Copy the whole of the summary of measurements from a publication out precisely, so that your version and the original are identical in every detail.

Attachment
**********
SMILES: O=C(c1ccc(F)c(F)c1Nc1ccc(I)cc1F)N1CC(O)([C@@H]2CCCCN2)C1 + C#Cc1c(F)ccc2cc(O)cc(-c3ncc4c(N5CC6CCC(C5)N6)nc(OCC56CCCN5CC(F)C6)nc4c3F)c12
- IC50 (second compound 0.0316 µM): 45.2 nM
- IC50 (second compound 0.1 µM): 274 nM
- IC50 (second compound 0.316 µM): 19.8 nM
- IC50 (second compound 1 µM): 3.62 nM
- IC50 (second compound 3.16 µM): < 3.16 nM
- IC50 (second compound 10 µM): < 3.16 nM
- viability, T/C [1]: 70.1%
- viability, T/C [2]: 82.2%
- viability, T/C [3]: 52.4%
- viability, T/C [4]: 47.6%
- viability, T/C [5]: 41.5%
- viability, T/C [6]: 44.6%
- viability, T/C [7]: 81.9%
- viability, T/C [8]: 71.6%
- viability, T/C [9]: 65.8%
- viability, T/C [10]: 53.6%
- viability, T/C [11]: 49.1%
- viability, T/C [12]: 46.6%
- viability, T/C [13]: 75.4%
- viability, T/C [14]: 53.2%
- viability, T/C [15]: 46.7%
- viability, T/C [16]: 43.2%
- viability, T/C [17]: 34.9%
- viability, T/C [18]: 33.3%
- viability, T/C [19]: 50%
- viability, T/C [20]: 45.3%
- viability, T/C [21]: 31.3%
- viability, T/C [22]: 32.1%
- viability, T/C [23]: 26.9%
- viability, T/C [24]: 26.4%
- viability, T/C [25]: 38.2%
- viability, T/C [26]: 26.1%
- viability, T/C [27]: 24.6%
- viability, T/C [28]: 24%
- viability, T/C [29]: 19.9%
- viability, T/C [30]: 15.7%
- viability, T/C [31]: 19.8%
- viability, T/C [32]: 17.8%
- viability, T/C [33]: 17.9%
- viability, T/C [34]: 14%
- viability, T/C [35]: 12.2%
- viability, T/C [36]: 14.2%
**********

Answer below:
SMILES: O=C(c1ccc(F)c(F)c1Nc1ccc(I)cc1F)N1CC(O)([C@@H]2CCCCN2)C1 + C#Cc1c(F)ccc2cc(O)cc(-c3ncc4c(N5CC6CCC(C5)N6)nc(OCC56CCCN5CC(F)C6)nc4c3F)c12
- IC50 (second compound 0.0316 µM): 45.2 nM
- IC50 (second compound 0.1 µM): 274 nM
- IC50 (second compound 0.316 µM): 19.8 nM
- IC50 (second compound 1 µM): 3.62 nM
- IC50 (second compound 3.16 µM): < 3.16 nM
- IC50 (second compound 10 µM): < 3.16 nM
- viability, T/C [1]: 70.1%
- viability, T/C [2]: 82.2%
- viability, T/C [3]: 52.4%
- viability, T/C [4]: 47.6%
- viability, T/C [5]: 41.5%
- viability, T/C [6]: 44.6%
- viability, T/C [7]: 81.9%
- viability, T/C [8]: 71.6%
- viability, T/C [9]: 65.8%
- viability, T/C [10]: 53.6%
- viability, T/C [11]: 49.1%
- viability, T/C [12]: 46.6%
- viability, T/C [13]: 75.4%
- viability, T/C [14]: 53.2%
- viability, T/C [15]: 46.7%
- viability, T/C [16]: 43.2%
- viability, T/C [17]: 34.9%
- viability, T/C [18]: 33.3%
- viability, T/C [19]: 50%
- viability, T/C [20]: 45.3%
- viability, T/C [21]: 31.3%
- viability, T/C [22]: 32.1%
- viability, T/C [23]: 26.9%
- viability, T/C [24]: 26.4%
- viability, T/C [25]: 38.2%
- viability, T/C [26]: 26.1%
- viability, T/C [27]: 24.6%
- viability, T/C [28]: 24%
- viability, T/C [29]: 19.9%
- viability, T/C [30]: 15.7%
- viability, T/C [31]: 19.8%
- viability, T/C [32]: 17.8%
- viability, T/C [33]: 17.9%
- viability, T/C [34]: 14%
- viability, T/C [35]: 12.2%
- viability, T/C [36]: 14.2%